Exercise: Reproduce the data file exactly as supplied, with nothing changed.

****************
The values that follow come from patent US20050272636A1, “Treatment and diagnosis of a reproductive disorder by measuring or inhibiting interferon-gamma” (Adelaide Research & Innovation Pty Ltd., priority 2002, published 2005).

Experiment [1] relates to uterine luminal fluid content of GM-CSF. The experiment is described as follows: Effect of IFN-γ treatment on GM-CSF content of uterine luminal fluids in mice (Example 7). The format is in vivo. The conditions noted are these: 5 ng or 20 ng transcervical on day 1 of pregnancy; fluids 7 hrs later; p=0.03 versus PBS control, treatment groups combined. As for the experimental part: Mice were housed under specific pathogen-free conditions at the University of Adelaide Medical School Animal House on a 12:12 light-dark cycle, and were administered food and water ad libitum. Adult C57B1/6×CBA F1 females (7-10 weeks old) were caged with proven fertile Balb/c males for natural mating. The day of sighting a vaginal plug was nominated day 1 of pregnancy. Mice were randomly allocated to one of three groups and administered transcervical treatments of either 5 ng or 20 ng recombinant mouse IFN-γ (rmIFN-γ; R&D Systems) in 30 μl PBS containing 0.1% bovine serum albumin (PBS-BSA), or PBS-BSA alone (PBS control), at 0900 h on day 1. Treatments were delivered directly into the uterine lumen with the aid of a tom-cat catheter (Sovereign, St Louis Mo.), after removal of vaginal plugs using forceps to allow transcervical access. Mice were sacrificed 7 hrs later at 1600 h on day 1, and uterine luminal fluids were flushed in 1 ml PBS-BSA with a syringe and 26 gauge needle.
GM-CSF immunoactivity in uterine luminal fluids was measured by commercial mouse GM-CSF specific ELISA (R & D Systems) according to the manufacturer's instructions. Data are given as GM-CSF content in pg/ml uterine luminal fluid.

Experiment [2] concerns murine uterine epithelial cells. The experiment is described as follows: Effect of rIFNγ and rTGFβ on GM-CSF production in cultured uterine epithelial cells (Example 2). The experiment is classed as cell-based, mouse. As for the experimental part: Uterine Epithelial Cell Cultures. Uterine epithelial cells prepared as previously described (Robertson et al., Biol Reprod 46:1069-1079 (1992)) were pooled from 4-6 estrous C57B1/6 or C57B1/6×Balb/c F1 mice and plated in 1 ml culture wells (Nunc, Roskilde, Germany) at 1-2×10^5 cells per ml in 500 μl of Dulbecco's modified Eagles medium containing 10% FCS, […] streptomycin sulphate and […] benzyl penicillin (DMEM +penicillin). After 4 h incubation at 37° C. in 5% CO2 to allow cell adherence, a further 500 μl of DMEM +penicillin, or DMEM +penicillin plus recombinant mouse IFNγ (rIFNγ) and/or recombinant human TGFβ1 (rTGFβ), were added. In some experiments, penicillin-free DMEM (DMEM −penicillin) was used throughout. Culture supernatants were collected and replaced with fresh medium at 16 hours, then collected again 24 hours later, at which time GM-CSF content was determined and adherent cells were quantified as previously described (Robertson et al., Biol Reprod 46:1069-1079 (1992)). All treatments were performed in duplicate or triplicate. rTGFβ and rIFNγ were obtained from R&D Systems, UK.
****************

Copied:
The values that follow come from patent US20050272636A1, “Treatment and diagnosis of a reproductive disorder by measuring or inhibiting interferon-gamma” (Adelaide Research & Innovation Pty Ltd., priority 2002, published 2005).

Experiment [1] relates to uterine luminal fluid content of GM-CSF. The experiment is described as follows: Effect of IFN-γ treatment on GM-CSF content of uterine luminal fluids in mice (Example 7). The format is in vivo. The conditions noted are these: 5 ng or 20 ng transcervical on day 1 of pregnancy; fluids 7 hrs later; p=0.03 versus PBS control, treatment groups combined. As for the experimental part: Mice were housed under specific pathogen-free conditions at the University of Adelaide Medical School Animal House on a 12:12 light-dark cycle, and were administered food and water ad libitum. Adult C57B1/6×CBA F1 females (7-10 weeks old) were caged with proven fertile Balb/c males for natural mating. The day of sighting a vaginal plug was nominated day 1 of pregnancy. Mice were randomly allocated to one of three groups and administered transcervical treatments of either 5 ng or 20 ng recombinant mouse IFN-γ (rmIFN-γ; R&D Systems) in 30 μl PBS containing 0.1% bovine serum albumin (PBS-BSA), or PBS-BSA alone (PBS control), at 0900 h on day 1. Treatments were delivered directly into the uterine lumen with the aid of a tom-cat catheter (Sovereign, St Louis Mo.), after removal of vaginal plugs using forceps to allow transcervical access. Mice were sacrificed 7 hrs later at 1600 h on day 1, and uterine luminal fluids were flushed in 1 ml PBS-BSA with a syringe and 26 gauge needle.
GM-CSF immunoactivity in uterine luminal fluids was measured by commercial mouse GM-CSF specific ELISA (R & D Systems) according to the manufacturer's instructions. Data are given as GM-CSF content in pg/ml uterine luminal fluid.

Experiment [2] concerns murine uterine epithelial cells. The experiment is described as follows: Effect of rIFNγ and rTGFβ on GM-CSF production in cultured uterine epithelial cells (Example 2). The experiment is classed as cell-based, mouse. As for the experimental part: Uterine Epithelial Cell Cultures. Uterine epithelial cells prepared as previously described (Robertson et al., Biol Reprod 46:1069-1079 (1992)) were pooled from 4-6 estrous C57B1/6 or C57B1/6×Balb/c F1 mice and plated in 1 ml culture wells (Nunc, Roskilde, Germany) at 1-2×10^5 cells per ml in 500 μl of Dulbecco's modified Eagles medium containing 10% FCS, […] streptomycin sulphate and […] benzyl penicillin (DMEM +penicillin). After 4 h incubation at 37° C. in 5% CO2 to allow cell adherence, a further 500 μl of DMEM +penicillin, or DMEM +penicillin plus recombinant mouse IFNγ (rIFNγ) and/or recombinant human TGFβ1 (rTGFβ), were added. In some experiments, penicillin-free DMEM (DMEM −penicillin) was used throughout. Culture supernatants were collected and replaced with fresh medium at 16 hours, then collected again 24 hours later, at which time GM-CSF content was determined and adherent cells were quantified as previously described (Robertson et al., Biol Reprod 46:1069-1079 (1992)). All treatments were performed in duplicate or triplicate. rTGFβ and rIFNγ were obtained from R&D Systems, UK.